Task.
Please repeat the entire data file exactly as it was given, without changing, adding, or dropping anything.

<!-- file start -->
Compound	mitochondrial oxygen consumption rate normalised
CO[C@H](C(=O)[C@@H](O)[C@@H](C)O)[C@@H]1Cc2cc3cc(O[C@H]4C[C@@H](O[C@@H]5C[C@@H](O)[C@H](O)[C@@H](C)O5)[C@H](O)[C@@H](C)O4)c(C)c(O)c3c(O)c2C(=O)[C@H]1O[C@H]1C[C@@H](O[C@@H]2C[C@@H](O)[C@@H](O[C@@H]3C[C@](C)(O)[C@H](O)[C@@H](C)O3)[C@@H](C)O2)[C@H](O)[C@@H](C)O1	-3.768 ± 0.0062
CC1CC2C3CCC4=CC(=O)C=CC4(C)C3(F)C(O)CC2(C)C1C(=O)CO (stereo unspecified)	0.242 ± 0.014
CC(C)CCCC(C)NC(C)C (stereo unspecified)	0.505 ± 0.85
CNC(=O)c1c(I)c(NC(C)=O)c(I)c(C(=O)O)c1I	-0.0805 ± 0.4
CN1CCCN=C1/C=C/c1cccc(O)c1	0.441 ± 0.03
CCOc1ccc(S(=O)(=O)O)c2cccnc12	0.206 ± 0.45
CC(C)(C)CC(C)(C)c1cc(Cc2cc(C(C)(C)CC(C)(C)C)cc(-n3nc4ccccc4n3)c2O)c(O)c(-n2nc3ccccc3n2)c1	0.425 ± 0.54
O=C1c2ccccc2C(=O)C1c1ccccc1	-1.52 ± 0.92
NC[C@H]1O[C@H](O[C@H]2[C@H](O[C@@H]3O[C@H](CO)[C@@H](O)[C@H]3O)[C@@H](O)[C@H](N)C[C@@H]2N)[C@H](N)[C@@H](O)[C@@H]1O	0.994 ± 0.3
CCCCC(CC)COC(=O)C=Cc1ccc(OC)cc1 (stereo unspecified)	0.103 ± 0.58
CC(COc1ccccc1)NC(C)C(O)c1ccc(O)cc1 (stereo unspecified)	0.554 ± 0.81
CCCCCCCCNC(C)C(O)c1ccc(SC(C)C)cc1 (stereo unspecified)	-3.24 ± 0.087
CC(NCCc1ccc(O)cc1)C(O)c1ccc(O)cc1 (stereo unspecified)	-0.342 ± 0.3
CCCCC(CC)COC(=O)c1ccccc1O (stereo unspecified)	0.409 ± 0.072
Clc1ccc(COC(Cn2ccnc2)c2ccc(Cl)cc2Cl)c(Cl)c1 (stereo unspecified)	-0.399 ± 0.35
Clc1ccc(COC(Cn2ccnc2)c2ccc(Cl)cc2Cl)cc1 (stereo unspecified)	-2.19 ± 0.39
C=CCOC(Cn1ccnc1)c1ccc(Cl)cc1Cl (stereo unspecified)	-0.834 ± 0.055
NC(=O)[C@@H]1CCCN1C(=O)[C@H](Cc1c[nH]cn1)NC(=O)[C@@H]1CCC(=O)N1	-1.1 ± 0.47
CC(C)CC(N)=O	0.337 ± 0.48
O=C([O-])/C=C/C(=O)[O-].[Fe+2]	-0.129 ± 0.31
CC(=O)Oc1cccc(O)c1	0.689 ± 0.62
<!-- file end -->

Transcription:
Compound	mitochondrial oxygen consumption rate normalised
CO[C@H](C(=O)[C@@H](O)[C@@H](C)O)[C@@H]1Cc2cc3cc(O[C@H]4C[C@@H](O[C@@H]5C[C@@H](O)[C@H](O)[C@@H](C)O5)[C@H](O)[C@@H](C)O4)c(C)c(O)c3c(O)c2C(=O)[C@H]1O[C@H]1C[C@@H](O[C@@H]2C[C@@H](O)[C@@H](O[C@@H]3C[C@](C)(O)[C@H](O)[C@@H](C)O3)[C@@H](C)O2)[C@H](O)[C@@H](C)O1	-3.768 ± 0.0062
CC1CC2C3CCC4=CC(=O)C=CC4(C)C3(F)C(O)CC2(C)C1C(=O)CO (stereo unspecified)	0.242 ± 0.014
CC(C)CCCC(C)NC(C)C (stereo unspecified)	0.505 ± 0.85
CNC(=O)c1c(I)c(NC(C)=O)c(I)c(C(=O)O)c1I	-0.0805 ± 0.4
CN1CCCN=C1/C=C/c1cccc(O)c1	0.441 ± 0.03
CCOc1ccc(S(=O)(=O)O)c2cccnc12	0.206 ± 0.45
CC(C)(C)CC(C)(C)c1cc(Cc2cc(C(C)(C)CC(C)(C)C)cc(-n3nc4ccccc4n3)c2O)c(O)c(-n2nc3ccccc3n2)c1	0.425 ± 0.54
O=C1c2ccccc2C(=O)C1c1ccccc1	-1.52 ± 0.92
NC[C@H]1O[C@H](O[C@H]2[C@H](O[C@@H]3O[C@H](CO)[C@@H](O)[C@H]3O)[C@@H](O)[C@H](N)C[C@@H]2N)[C@H](N)[C@@H](O)[C@@H]1O	0.994 ± 0.3
CCCCC(CC)COC(=O)C=Cc1ccc(OC)cc1 (stereo unspecified)	0.103 ± 0.58
CC(COc1ccccc1)NC(C)C(O)c1ccc(O)cc1 (stereo unspecified)	0.554 ± 0.81
CCCCCCCCNC(C)C(O)c1ccc(SC(C)C)cc1 (stereo unspecified)	-3.24 ± 0.087
CC(NCCc1ccc(O)cc1)C(O)c1ccc(O)cc1 (stereo unspecified)	-0.342 ± 0.3
CCCCC(CC)COC(=O)c1ccccc1O (stereo unspecified)	0.409 ± 0.072
Clc1ccc(COC(Cn2ccnc2)c2ccc(Cl)cc2Cl)c(Cl)c1 (stereo unspecified)	-0.399 ± 0.35
Clc1ccc(COC(Cn2ccnc2)c2ccc(Cl)cc2Cl)cc1 (stereo unspecified)	-2.19 ± 0.39
C=CCOC(Cn1ccnc1)c1ccc(Cl)cc1Cl (stereo unspecified)	-0.834 ± 0.055
NC(=O)[C@@H]1CCCN1C(=O)[C@H](Cc1c[nH]cn1)NC(=O)[C@@H]1CCC(=O)N1	-1.1 ± 0.47
CC(C)CC(N)=O	0.337 ± 0.48
O=C([O-])/C=C/C(=O)[O-].[Fe+2]	-0.129 ± 0.31
CC(=O)Oc1cccc(O)c1	0.689 ± 0.62